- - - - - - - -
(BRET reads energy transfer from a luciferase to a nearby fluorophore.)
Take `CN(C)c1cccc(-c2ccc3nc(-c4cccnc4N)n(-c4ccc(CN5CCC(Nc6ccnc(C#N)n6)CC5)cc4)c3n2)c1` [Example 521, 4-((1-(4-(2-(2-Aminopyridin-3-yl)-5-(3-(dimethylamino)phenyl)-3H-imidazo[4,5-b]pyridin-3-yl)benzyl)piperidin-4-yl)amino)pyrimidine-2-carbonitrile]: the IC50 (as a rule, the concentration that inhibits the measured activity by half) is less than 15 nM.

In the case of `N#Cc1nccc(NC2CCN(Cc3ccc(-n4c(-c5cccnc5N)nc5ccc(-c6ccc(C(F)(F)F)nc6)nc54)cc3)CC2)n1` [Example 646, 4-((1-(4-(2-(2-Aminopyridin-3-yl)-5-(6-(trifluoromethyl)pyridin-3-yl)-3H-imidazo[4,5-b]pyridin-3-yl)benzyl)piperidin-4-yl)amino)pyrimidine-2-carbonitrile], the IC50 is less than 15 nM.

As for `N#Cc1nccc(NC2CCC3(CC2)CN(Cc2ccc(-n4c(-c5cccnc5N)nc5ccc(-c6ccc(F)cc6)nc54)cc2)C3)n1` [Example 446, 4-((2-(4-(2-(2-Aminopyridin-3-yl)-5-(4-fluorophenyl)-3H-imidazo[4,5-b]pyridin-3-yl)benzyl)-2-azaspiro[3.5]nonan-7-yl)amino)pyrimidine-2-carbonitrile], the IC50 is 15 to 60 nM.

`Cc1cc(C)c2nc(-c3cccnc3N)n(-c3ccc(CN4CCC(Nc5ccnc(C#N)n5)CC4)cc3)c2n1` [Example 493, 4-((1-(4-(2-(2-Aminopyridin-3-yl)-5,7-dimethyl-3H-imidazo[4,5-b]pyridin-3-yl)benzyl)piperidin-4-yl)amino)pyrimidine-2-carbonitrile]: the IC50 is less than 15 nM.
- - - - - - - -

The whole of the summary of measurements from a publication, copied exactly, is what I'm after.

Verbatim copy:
(BRET reads energy transfer from a luciferase to a nearby fluorophore.)
Take `CN(C)c1cccc(-c2ccc3nc(-c4cccnc4N)n(-c4ccc(CN5CCC(Nc6ccnc(C#N)n6)CC5)cc4)c3n2)c1` [Example 521, 4-((1-(4-(2-(2-Aminopyridin-3-yl)-5-(3-(dimethylamino)phenyl)-3H-imidazo[4,5-b]pyridin-3-yl)benzyl)piperidin-4-yl)amino)pyrimidine-2-carbonitrile]: the IC50 (as a rule, the concentration that inhibits the measured activity by half) is less than 15 nM.

In the case of `N#Cc1nccc(NC2CCN(Cc3ccc(-n4c(-c5cccnc5N)nc5ccc(-c6ccc(C(F)(F)F)nc6)nc54)cc3)CC2)n1` [Example 646, 4-((1-(4-(2-(2-Aminopyridin-3-yl)-5-(6-(trifluoromethyl)pyridin-3-yl)-3H-imidazo[4,5-b]pyridin-3-yl)benzyl)piperidin-4-yl)amino)pyrimidine-2-carbonitrile], the IC50 is less than 15 nM.

As for `N#Cc1nccc(NC2CCC3(CC2)CN(Cc2ccc(-n4c(-c5cccnc5N)nc5ccc(-c6ccc(F)cc6)nc54)cc2)C3)n1` [Example 446, 4-((2-(4-(2-(2-Aminopyridin-3-yl)-5-(4-fluorophenyl)-3H-imidazo[4,5-b]pyridin-3-yl)benzyl)-2-azaspiro[3.5]nonan-7-yl)amino)pyrimidine-2-carbonitrile], the IC50 is 15 to 60 nM.

`Cc1cc(C)c2nc(-c3cccnc3N)n(-c3ccc(CN4CCC(Nc5ccnc(C#N)n5)CC4)cc3)c2n1` [Example 493, 4-((1-(4-(2-(2-Aminopyridin-3-yl)-5,7-dimethyl-3H-imidazo[4,5-b]pyridin-3-yl)benzyl)piperidin-4-yl)amino)pyrimidine-2-carbonitrile]: the IC50 is less than 15 nM.